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Flammability of Automotive Child Restraint Seats for Use in Aircraft
WILLIAM J HUGHES TECHNICAL CENTER ATLANTIC CITY NJ
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Child restraint seat used in aircraft are based on automotive designs that are required to pass a horizontal bum rate test method. The flammability of child seat materials was gauged against the Federal Aviation Administration FAA vertical Bunsen burner tests method. Basically, the vertical test prescribed in Federal Aviation Regulation FAR 25.853 a1II allows a bum length of 8 inches and flame time of 15 seconds after exposure to a Bunsen burner flame for 12 seconds. Eight child restraint seats were purchased from a retail store. The seats were disassembled in order to cut test specimens from the various seat components. Because of the size of the seat and use of materials, in most cases it was not possible to prepare the required sample size and replicates. However, this did not impact the overall conclusions regarding the flammability of the materials tested. The test results indicated that the large majority of materials would not meet the FAA vertical fire test criteria. Also, some of the failed materials burned across the entire sample length, and others produced high flames or dense smoke. The findings are consistent with the knowledge that a horizontal bum test is far less severe than a vertical bum test.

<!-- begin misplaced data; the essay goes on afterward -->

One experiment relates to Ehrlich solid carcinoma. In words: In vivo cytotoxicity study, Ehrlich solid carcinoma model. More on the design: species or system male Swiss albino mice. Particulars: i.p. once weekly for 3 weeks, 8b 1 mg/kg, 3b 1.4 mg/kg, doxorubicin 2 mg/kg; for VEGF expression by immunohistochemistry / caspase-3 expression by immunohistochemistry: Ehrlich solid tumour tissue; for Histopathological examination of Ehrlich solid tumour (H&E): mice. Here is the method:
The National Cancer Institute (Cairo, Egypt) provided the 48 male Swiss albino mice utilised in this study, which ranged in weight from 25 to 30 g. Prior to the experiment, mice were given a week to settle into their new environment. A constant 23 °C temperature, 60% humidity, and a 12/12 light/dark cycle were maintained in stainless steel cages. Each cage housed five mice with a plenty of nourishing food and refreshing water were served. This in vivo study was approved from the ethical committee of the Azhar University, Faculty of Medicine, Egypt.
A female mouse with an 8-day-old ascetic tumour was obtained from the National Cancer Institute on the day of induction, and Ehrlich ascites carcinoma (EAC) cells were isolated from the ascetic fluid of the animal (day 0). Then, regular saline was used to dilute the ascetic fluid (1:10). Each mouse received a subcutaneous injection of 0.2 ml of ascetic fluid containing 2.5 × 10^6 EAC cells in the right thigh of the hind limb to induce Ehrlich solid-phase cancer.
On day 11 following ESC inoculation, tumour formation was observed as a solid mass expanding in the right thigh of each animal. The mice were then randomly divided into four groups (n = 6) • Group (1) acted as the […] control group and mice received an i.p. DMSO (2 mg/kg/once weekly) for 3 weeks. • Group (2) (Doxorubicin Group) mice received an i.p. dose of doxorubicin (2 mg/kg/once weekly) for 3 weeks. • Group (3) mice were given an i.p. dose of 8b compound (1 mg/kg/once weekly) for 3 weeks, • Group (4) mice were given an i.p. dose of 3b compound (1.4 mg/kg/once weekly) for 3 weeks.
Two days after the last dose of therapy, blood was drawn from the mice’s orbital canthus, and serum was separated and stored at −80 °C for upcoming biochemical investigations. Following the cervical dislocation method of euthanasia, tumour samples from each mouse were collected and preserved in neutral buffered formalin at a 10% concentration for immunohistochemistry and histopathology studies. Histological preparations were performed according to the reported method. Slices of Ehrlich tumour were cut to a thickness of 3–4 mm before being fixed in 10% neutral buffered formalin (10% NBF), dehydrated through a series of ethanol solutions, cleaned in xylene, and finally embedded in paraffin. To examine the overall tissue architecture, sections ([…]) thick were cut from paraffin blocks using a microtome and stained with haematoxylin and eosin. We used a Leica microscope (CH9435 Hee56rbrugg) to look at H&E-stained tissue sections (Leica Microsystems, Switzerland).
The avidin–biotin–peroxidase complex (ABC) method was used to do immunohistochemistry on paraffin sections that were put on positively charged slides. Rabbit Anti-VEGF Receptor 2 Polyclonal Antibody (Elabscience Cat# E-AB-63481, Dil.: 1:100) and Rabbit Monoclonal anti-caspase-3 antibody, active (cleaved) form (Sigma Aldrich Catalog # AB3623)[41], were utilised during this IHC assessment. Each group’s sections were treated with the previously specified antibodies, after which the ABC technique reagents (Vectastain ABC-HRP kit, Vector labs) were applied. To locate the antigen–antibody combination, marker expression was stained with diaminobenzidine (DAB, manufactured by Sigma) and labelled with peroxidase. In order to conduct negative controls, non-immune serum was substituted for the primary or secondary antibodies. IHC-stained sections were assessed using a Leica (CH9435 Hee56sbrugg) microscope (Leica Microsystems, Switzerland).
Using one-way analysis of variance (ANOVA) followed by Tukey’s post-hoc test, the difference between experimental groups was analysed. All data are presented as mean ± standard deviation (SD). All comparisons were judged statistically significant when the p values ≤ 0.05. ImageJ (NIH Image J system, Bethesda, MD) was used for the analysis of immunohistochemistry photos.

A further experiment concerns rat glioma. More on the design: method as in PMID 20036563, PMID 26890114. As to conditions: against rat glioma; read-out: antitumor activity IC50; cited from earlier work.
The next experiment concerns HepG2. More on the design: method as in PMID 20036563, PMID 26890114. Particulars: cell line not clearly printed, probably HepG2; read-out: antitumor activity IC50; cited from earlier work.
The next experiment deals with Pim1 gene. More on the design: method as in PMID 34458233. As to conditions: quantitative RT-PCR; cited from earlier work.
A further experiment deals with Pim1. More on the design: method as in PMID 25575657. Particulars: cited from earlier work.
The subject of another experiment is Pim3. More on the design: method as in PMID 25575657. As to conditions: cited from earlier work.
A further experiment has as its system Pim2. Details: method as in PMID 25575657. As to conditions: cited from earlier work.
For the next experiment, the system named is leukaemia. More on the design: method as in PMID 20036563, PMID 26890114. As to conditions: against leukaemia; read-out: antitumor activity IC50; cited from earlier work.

APPROVED FOR PUBLIC RELEASE